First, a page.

Favorite ingredient: Butter. I love fat. I put butter on my bread, I use butter to cook my eggs and toast, butter to finish a sauce, butter to sauté vegetables and butter to top my steak. Should I keep going? I love butter in -- and on -- everything.
Most overrated ingredient: Wasabi. Don't get me wrong: I love it with my sushi, but the trend of putting it with, in and on everything was insane. Wasabi-infused this and wasabi-crusted that, wasabi in marinades and vinaigrettes -- everything does not have to have a wasabi flair to it. Trends are great, but often they become stupid and overdone. Like wasabi.
Most underrated ingredient: Onions. They're in everything we do here. When guests come in and say that they have an onion allergy, I'm like, oh, crap -- they can't eat here! Actually, they can, but almost everything we do and make has onions in it -- in sauces and stocks, in our compound butters and potatoes, and in our grits and rice and marinades. It's probably one of the most versatile and necessary ingredients out there.
Favorite local ingredient and where you get it: Colorado lamb from Tony's, or one of my other food purveyors. I also love the microgreens from Josh at Verde Farms. It's good to be a chef.
Best recent food find: Wild boar baby back ribs. They have a great, meaty flavor and have been a great seller on the menu ever since we put them on.
Favorite spice: Ground ancho chiles. My food has its roots in Southwestern cuisine, and the ancho chile achieves the perfect balance between hot and flavor. I love to use it in lots of different applications, mostly because it's really versatile and I love the flavor.
One food you detest: Pine nuts. I hate the flavor. Every time I see them, I eat a couple and try to like them, but I just don't. When I find them in cookies, they make me want to puke. I hate pine nuts.
One food you can't live without: Pork green chile, the way my grandma made it -- thick, not from a roux or slurry, but from the amount of chiles she put in it, and it's oh, so spicy. It was a staple at every meal at her house when I was growing up, and it was awesome.
Biggest kitchen disaster: It was my nineteenth birthday, and when I got to work, the manager gave me a pint glass of B-52 and said slam it. I got totally hammered and cut myself twice while chopping salad for the night and was absolutely useless during service. There is no worse feeling than trying to do your job but knowing that you can't because you're too drunk. Terrible.
What's never in your kitchen? Iodized salt, people who don't speak English, and culinary-school graduates.
What's always in your kitchen? Onions, toques, a good attitude and disco music.
Rules of conduct in your kitchen: We love what we do, so enjoy it. You've got to have a good attitude; being a badass on a sauté or grill station should be fun. We obviously have rules -- professionalism is a necessity if you want to produce high-quality food. But I'm not a drill sergeant; I'm a chef. In order to get my staff to perform at a high level, I have to show them the way and lead by example, so we cook together and I teach them how I want things done. I honestly believe that I've got cooks who would follow me anywhere because I've nurtured their passion for food by showing them mine. Treating people with respect and not being an asshole is a must; I love my guys and they know it, even if I won't let them wear their ballcaps backwards. The main goal in my kitchen is to cook good food and have fun doing it.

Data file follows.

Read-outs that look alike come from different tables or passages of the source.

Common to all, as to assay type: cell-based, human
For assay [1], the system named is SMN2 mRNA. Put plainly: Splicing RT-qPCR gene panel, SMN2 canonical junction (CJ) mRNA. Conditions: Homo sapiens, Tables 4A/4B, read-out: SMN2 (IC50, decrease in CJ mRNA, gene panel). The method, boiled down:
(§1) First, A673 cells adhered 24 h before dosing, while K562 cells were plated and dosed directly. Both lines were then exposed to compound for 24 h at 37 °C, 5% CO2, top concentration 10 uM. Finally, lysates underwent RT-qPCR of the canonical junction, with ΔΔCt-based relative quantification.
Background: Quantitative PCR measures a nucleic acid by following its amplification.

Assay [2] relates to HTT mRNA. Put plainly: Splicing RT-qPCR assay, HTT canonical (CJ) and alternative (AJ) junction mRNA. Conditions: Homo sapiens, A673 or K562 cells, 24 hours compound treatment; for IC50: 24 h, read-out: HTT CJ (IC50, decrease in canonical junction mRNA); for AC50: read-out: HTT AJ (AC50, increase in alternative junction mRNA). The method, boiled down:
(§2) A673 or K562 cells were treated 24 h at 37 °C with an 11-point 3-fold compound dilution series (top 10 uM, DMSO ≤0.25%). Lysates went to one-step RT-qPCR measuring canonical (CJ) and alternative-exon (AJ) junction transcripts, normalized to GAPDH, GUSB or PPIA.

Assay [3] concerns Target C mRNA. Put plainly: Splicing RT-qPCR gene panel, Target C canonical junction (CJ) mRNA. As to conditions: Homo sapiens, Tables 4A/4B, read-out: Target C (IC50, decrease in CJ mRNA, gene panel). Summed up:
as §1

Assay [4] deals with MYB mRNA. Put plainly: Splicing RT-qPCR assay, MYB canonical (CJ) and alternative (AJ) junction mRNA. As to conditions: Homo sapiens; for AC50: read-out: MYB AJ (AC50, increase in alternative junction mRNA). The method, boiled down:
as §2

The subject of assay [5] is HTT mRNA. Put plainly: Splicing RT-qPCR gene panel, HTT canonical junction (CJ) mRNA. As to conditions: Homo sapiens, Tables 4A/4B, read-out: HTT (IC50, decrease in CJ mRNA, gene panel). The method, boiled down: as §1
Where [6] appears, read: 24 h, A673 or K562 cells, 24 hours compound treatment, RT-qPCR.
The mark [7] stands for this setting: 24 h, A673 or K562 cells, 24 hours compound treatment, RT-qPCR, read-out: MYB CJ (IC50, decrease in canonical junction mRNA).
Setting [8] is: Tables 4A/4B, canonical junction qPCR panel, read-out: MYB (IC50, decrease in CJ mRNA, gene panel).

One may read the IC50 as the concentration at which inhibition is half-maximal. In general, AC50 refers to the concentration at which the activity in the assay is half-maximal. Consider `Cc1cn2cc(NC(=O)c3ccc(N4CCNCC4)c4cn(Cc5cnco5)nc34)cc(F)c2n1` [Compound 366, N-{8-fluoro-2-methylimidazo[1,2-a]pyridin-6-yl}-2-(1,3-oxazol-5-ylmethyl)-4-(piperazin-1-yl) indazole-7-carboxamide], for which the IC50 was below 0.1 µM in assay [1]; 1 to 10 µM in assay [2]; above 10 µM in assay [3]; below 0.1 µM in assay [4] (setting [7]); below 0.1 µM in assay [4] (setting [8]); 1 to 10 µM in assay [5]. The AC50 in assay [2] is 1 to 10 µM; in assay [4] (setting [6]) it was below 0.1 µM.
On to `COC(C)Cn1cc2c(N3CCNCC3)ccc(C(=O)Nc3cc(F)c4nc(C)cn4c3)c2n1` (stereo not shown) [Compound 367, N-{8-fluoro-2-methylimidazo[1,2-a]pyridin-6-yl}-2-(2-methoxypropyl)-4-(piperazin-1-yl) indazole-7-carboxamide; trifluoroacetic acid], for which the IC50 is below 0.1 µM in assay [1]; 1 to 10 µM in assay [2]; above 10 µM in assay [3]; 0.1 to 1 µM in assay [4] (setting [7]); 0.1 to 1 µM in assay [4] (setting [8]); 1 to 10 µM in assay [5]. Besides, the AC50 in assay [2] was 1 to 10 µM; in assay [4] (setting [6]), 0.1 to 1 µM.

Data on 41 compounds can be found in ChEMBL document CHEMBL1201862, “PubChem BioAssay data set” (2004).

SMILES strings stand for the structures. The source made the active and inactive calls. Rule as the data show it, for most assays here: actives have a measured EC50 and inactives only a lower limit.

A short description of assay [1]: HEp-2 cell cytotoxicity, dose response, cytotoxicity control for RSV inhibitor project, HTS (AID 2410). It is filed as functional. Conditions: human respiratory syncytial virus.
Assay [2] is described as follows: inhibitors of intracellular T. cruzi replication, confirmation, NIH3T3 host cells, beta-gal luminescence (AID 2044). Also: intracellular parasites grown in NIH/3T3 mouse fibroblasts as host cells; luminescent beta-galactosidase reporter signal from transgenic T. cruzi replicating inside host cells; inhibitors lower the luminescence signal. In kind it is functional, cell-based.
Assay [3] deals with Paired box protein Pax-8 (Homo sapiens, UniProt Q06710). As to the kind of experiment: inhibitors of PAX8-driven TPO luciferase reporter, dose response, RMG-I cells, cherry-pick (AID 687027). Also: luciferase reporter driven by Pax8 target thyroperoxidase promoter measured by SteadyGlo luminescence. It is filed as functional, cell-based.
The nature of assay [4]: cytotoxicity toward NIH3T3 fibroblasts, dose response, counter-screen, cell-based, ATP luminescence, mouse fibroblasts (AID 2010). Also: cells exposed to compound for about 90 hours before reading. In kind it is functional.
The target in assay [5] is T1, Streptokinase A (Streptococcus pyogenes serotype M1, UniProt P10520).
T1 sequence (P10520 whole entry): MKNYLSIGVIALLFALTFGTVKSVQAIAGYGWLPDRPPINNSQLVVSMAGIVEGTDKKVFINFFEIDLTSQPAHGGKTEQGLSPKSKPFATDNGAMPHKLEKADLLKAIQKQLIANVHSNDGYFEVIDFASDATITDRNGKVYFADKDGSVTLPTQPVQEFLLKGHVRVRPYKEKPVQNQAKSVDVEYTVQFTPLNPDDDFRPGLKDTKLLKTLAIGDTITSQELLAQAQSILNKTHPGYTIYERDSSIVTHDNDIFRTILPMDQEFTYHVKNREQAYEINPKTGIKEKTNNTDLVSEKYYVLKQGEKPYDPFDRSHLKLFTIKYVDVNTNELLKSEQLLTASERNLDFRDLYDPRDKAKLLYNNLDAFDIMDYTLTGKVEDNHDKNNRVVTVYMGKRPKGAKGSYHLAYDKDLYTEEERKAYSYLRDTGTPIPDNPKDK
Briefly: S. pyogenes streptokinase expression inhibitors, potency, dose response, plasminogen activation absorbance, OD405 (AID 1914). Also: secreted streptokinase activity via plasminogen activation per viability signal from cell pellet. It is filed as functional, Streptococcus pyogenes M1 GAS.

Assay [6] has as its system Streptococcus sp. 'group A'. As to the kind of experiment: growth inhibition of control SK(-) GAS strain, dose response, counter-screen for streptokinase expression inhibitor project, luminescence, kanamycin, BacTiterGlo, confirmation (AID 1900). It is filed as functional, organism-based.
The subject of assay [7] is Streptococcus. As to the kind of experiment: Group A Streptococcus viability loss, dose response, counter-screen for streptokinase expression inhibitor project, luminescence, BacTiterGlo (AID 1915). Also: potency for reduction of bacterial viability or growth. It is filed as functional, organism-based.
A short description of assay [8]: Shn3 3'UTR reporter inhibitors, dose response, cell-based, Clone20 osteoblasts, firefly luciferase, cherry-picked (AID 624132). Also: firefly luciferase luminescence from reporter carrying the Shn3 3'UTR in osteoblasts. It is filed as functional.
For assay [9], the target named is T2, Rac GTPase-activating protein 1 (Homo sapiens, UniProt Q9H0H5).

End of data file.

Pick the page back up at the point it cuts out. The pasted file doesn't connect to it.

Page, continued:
Favorite dish to cook at home: Anything on the grill. I'll grill while it's snowing out; I don't care what the weather is. I love grilled chicken and pork and steaks, but just about anything can be cooked on the grill. It's the root of cooking -- meat and fire -- and it's so simple but always delicious.
Favorite dish on your menu: The Aztec duck -- two duck breasts rubbed with ground ancho chiles and coffee. We pan-sear it and serve it with chipotle peppers, bacon, stone-ground grits and spinach and roasted red peppers wilted in duck fat with chile oil and fig demi-glace.
If you could put any dish on your menu, even though it might not sell, what would it be? A chicharrón plate. They would have to be freshly cooked -- not just a bunch of pork fat thrown in a fryer and then held, but diced with care and slowly fried in a pan until they're golden brown but still slightly gooey on the inside and then lightly seasoned with salt. I know: It's an exercise in gluttony, but I love fat.
Weirdest customer request: I once had a customer ask for Rocky Mountain oysters served raw. He was well aware that they were testicles, and he still wanted them raw. I love oysters on the half shell, but raw Rocky Mountain oysters are just gross.
Weirdest thing you've ever eaten: A roly-poly when I was a child. It had a nice crunch but tasted gross.
Hardest lesson you've learned: You have to make sacrifices for the things you want most. In order to be a chef, you give up any notion of having a normal life. You're never home on weekends or holidays, so family time takes a back seat to your career. I get home late and get up early just to spend a few minutes with my kids, before they go to school, and my wife, before we both go about our days. I know that the long hours, burns, bad back, smoking, drinking, lack of sleep and strains on my family will all catch up to me someday, but to be right here, right now, doing what I love to do, is totally worth it. I'll have plenty of time to rest when I die.